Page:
Recently, our Raleigh office was invited to participate in a local program called District C. The program pairs high school student teams with businesses, giving them opportunities to tackle real problems. Emily Bahna (Managing Director in Raleigh) and I represented thoughtbot throughout the engagement. I was excited to participate because I believe working with real business partners can challenge students to get outside of their comfort zones. More importantly, it also provides an opportunity to level-up skills such as teamwork, conducting interviews, presenting, and speaking.
The two squads of students who worked with us were given the following prompt:
Jobs in the software design and software development industries tend to be occupied by white males. The Raleigh thoughtbot office is no exception. Emily and Stephen recognize the importance and value of having a diverse team, but they struggle to attract diverse candidates, especially female candidates.
At thoughtbot, we are committed to evaluating and improving our company in the areas of diversity and inclusion. This is true for employment opportunity, as well as in relation to the clients we work with and the communities we are a part of. The Raleigh office is the smallest of our six offices. We understand the importance of attracting a diverse group of candidates as we grow. The challenge we face is attracting a larger pool of qualified diverse candidates to apply for open positions, and we want to find a better way for underrepresented groups discover the opportunities and values of thoughtbot.
To get a better sense of our company, values, and perspectives, the students conducted an introductory interview with Emily and me to gather information which would help them as they started to formulate a plan. The topics of the questions were broad, ranging from our presence on social media to our office environment and community events we host and participate in. After the interview, the students conducted research and worked on the problem within their group. Eventually, they reached out to us in order to schedule a visit to our office. We were really impressed by the students’ dedication to an extracurricular program. They attend different schools and have other activities, but they made time to visit our space to ask more questions and see what our office was like. Visiting our space was helpful for them, as it gave them a chance to interview more thoughtbotters and see into our office culture firsthand. At our next meeting, the students showed us the results of their hard work by making pitches in front of their peers and an audience.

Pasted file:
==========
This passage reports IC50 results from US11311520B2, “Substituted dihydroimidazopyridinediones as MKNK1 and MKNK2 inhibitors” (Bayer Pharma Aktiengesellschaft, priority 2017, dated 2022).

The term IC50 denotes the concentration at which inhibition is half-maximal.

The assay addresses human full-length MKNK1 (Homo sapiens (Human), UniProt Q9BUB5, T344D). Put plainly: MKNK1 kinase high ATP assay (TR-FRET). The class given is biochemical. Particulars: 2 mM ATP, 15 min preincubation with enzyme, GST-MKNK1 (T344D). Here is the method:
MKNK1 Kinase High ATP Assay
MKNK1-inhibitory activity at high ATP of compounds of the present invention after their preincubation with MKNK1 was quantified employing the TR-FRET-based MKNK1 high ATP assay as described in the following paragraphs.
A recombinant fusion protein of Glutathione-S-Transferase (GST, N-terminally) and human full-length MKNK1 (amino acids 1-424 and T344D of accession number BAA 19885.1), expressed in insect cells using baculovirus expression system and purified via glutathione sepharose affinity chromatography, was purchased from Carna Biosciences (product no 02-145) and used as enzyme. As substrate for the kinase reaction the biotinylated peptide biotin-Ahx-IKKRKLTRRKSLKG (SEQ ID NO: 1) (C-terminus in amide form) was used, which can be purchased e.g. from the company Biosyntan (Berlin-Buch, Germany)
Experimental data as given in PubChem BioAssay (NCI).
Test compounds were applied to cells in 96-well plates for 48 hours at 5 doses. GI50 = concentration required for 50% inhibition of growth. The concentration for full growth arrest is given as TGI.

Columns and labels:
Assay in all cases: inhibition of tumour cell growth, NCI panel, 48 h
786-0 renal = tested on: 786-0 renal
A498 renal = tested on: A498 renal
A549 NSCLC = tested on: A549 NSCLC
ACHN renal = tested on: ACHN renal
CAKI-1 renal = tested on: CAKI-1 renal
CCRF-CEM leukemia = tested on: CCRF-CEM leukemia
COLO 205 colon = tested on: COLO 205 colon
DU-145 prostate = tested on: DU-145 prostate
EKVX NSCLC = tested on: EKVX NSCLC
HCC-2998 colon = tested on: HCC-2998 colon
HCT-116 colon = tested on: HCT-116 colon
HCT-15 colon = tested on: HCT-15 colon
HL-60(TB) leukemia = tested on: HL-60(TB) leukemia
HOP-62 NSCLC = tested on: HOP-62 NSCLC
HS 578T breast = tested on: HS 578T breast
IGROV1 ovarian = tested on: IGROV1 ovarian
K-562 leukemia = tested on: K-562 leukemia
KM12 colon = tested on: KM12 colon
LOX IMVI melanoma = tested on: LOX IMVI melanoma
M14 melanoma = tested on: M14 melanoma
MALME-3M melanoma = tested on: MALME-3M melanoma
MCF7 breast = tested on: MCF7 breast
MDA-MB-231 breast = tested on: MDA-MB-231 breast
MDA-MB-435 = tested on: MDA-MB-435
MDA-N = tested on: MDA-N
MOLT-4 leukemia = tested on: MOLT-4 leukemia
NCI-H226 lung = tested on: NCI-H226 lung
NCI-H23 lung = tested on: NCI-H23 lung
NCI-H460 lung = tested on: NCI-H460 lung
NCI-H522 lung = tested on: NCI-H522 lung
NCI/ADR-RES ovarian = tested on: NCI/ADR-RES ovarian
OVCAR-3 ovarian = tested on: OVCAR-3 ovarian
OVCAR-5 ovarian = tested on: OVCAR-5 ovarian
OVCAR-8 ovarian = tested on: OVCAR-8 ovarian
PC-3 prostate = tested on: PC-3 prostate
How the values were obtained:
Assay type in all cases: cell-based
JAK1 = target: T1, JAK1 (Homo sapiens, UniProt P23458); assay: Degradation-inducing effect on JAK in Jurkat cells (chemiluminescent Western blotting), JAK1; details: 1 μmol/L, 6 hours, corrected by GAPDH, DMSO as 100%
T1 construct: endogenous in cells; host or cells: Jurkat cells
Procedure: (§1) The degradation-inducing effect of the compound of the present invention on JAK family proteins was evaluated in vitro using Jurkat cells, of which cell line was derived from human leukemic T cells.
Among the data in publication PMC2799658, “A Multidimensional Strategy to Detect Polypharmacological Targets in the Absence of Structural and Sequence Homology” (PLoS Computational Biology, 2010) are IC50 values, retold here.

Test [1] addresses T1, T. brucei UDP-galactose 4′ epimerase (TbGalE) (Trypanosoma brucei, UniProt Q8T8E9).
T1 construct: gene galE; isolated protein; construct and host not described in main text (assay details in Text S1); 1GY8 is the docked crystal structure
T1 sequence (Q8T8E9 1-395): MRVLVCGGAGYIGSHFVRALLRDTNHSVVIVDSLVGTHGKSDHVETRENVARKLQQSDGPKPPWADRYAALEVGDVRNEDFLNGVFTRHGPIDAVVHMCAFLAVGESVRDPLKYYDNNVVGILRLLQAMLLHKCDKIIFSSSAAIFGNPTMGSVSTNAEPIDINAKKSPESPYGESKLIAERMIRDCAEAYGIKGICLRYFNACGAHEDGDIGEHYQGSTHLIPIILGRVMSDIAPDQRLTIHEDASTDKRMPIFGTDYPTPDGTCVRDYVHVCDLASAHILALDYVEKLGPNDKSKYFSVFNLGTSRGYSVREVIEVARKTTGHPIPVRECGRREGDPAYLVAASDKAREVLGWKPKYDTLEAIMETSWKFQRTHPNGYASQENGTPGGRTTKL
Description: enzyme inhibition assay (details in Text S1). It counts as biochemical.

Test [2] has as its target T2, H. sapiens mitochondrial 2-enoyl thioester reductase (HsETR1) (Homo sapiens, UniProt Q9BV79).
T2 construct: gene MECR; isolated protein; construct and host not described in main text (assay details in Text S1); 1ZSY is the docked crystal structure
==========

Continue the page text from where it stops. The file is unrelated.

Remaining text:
At Pitch Night, there was an amazing turnout of teachers, parents, alumni, and community members. Everyone was really interested and happy to be a part of this program. Alumni of previous District C programs spoke about how invaluable their experiences were - not just learning what problems businesses face or how to solve them, but how to build teams and work together. We sat on a panel with the students and listened as they pitched their ideas. The presentations were well-researched, organized, and full of strategies for us. We asked them tough questions about the assumptions they had at the beginning of the engagement and how they were challenged. The District C students seemed readily equipped to answer and admit where they had the most trouble. I was particularly impressed with how they handled these questions, because they are often a challenge for even our colleagues and clients.
We had several actionable takeaways from the presentations, including:
- Find different recruiting channels which could increase candidate diversity.
- Promote and sponsor minority and women tech clubs.
- Create a more organized and inclusive office space.
A collective strategy proposed by both student squads was to commit to invest more time in our local community. They identified different groups that would benefit from our expertise or sponsorship, which would promote diversity in tech as a whole and increase our visibility as a company dedicated to diversity and inclusion. They recognized the trade-offs between short-term solutions and solutions that would help both our company and the community. It was a great example of starting with the problem. It was also a good reminder that change takes effort over the long term. A single hire or a single event will not be a sustainable solution, but engaging regularly with more diverse groups will. My hope is that the students found their time at District C both challenging and rewarding, and that what they learned and experienced helps them wherever life takes them.